I LOVE IT!!! Speaking first hand, since I was able to meet with and your ADORABLE little man. You absolutely rocked it. You changed my life and then headed to the park. It is soooo wonderful that you truly live it and you lead us to stop apologizing and to live the best of both worlds. Keep it up!!

    1. Flesche Hesch[ Post Author ]

      Thanks, Sarah. I so enjoyed meeting you in person!

  11. Judy Yaron PhD

    I admit, Flesche, I am NOT a young mom. I am a granny of eight with vivid memories what it was like walking the tightrope doing the juggling act of being a mom, a wife and then a single mom raising my kids on my own, working three jobs and longing to be recognized as an individual in my own right.

    I think one of the problems today is that our culture has created this distorted belief that to be a good Mom you have to be Super Mom – meaning you have to take everything upon yourself.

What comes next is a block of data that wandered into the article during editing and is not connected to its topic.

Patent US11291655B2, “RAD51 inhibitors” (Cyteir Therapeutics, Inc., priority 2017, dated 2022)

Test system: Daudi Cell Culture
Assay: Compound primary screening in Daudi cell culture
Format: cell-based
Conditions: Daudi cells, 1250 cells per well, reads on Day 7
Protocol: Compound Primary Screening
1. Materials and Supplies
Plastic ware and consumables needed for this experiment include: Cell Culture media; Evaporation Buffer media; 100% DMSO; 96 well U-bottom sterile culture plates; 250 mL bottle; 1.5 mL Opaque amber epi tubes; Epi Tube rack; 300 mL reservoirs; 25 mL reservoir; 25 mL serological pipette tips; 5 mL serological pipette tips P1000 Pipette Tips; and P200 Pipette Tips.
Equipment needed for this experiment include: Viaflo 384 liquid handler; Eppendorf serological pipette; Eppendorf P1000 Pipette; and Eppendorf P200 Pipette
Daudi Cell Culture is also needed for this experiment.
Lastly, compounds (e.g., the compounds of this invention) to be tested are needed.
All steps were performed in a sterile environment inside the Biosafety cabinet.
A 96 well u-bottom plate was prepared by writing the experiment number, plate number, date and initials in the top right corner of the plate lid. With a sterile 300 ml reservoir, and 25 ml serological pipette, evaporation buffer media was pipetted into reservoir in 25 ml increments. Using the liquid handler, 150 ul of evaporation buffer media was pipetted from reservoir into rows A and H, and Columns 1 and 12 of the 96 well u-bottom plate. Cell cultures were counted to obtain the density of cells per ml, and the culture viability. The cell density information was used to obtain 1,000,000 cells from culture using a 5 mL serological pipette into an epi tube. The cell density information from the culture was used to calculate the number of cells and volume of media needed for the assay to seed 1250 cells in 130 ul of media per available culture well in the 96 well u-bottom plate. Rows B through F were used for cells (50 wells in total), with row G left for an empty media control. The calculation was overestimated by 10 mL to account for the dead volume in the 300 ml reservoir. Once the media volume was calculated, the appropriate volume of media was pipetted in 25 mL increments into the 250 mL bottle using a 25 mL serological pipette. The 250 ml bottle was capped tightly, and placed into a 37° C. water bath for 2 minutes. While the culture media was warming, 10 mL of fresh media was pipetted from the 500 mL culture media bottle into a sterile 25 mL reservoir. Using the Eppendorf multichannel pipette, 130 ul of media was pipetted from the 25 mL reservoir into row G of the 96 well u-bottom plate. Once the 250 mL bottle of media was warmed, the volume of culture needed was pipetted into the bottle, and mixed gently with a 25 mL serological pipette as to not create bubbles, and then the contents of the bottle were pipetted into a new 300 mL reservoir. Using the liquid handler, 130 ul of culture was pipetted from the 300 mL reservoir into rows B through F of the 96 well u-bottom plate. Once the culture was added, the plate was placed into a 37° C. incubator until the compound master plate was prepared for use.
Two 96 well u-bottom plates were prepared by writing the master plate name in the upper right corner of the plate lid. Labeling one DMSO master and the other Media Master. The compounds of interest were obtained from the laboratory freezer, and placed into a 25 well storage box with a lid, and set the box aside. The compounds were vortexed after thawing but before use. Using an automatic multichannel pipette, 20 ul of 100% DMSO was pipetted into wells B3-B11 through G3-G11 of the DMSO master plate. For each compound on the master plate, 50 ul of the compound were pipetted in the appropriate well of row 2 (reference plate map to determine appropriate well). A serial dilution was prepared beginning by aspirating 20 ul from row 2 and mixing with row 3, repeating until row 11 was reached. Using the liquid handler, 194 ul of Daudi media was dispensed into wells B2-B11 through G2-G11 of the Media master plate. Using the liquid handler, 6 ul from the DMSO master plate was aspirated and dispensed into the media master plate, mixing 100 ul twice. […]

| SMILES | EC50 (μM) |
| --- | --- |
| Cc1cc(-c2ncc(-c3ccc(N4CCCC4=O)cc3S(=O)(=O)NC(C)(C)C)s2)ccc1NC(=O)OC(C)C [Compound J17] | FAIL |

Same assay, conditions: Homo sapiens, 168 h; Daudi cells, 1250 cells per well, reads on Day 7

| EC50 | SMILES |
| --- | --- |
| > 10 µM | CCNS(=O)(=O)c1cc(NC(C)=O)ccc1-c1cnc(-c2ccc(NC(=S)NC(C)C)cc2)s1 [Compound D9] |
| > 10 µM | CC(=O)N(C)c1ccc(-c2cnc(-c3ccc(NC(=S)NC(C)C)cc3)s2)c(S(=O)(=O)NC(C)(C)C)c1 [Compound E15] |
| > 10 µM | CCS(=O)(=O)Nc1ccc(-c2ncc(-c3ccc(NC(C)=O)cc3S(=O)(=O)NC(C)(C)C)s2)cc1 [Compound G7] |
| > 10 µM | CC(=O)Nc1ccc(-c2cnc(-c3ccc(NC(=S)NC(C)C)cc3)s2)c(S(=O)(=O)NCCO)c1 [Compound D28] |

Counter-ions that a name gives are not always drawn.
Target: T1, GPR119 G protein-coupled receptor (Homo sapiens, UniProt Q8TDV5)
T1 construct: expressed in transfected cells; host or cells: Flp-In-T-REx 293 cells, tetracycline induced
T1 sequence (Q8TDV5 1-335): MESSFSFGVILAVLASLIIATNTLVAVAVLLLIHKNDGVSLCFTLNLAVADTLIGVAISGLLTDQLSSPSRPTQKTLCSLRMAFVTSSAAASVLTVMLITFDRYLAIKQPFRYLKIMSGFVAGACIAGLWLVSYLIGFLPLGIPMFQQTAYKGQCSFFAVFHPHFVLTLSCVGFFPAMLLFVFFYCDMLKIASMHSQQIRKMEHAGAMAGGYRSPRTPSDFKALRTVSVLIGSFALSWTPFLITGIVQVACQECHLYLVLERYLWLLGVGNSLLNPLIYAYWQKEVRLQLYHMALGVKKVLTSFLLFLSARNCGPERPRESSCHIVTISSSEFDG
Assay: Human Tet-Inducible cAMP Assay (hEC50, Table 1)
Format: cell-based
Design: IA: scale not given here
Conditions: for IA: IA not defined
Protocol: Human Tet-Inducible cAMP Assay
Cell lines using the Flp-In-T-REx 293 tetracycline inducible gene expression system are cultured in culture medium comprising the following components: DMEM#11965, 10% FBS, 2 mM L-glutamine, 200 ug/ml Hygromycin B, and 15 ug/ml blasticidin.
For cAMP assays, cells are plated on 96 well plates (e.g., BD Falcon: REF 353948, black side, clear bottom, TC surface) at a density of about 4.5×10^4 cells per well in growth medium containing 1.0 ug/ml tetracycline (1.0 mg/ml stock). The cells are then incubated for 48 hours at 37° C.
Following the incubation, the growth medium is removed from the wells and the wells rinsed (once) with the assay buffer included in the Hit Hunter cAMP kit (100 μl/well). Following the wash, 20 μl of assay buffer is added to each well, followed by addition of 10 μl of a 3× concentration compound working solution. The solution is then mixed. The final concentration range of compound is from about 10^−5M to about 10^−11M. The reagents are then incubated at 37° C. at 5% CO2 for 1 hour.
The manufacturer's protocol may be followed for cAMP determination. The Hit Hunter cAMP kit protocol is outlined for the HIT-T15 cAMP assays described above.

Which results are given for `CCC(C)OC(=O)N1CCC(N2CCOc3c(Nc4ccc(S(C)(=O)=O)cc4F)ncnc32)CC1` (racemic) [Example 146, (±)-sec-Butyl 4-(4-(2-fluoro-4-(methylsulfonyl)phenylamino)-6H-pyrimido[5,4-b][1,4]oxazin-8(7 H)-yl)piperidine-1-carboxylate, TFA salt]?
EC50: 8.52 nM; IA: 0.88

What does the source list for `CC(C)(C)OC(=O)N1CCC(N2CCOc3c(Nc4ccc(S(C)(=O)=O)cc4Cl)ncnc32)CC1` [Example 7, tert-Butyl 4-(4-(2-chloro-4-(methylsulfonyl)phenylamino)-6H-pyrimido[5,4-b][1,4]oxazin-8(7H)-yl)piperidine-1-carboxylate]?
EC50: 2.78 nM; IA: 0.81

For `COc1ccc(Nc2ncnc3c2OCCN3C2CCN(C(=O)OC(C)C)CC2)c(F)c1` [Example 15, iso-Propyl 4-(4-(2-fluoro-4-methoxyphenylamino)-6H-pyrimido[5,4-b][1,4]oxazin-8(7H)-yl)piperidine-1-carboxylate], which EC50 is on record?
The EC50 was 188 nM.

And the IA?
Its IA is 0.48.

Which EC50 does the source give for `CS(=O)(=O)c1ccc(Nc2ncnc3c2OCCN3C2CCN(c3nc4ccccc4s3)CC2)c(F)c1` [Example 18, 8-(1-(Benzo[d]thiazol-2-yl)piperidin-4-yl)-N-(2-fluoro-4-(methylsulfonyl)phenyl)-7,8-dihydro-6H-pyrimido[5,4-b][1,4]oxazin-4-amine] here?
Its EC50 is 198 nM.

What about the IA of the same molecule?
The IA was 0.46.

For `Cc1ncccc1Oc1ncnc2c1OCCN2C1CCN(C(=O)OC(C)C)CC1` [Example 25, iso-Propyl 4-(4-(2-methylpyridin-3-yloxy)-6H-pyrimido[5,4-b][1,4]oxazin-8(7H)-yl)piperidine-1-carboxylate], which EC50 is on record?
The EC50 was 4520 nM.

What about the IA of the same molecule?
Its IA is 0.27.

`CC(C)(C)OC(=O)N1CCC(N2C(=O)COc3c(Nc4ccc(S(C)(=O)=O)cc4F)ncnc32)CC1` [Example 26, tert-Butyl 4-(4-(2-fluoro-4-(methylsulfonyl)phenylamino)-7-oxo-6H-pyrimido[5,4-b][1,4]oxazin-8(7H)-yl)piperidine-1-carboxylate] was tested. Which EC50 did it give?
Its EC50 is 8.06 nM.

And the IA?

I believe that one of the things young moms need to accept is that it’s okay to be human; it’s okay to ask for help; it’s okay to make mistakes; it’s okay to freak out and cry.

    No apologies and no guilt. You can only strive to do your best with love for your kids, your family and YOURSELF.

    HUGS <3

    1. Flesché

      Thanks Judy!

  12. Erika

    Hallelujah! Thanks for giving yourself, and the rest of the mamas, permission to set priorities in proper order & build a life (and business) that is a direct reflection of what’s most important. The worl needs more of that! I’m glad you are not sorry. Rock on.

    1. Flesche Hesch[ Post Author ]

      Thanks, Erika!

  13. Kendra

    Well said, Flesche!

    I love your passion!

    1. Flesche Hesch[ Post Author ]

      Thanks, Kendra!

  14. Terri Lively

    I agree 100%. I wish we didn’t have to hide our families. I wish I didn’t shoot evil eye stares at my kids when they come in and interrupt a phone call. I am tired of not picking up a call when I want to because my kids are around, sending it to voicemail so I can pick it up later when I sound more “professional”. If we expect the human race to carry on, who do we think is going to do it? Why is having little kids around considered unprofessional?

    I couldn’t agree more with your post! I’m not sorry that I want to be there for my kids AND have a career, too.

    1. Flesche Hesch[ Post Author ]

      Thanks, Terri!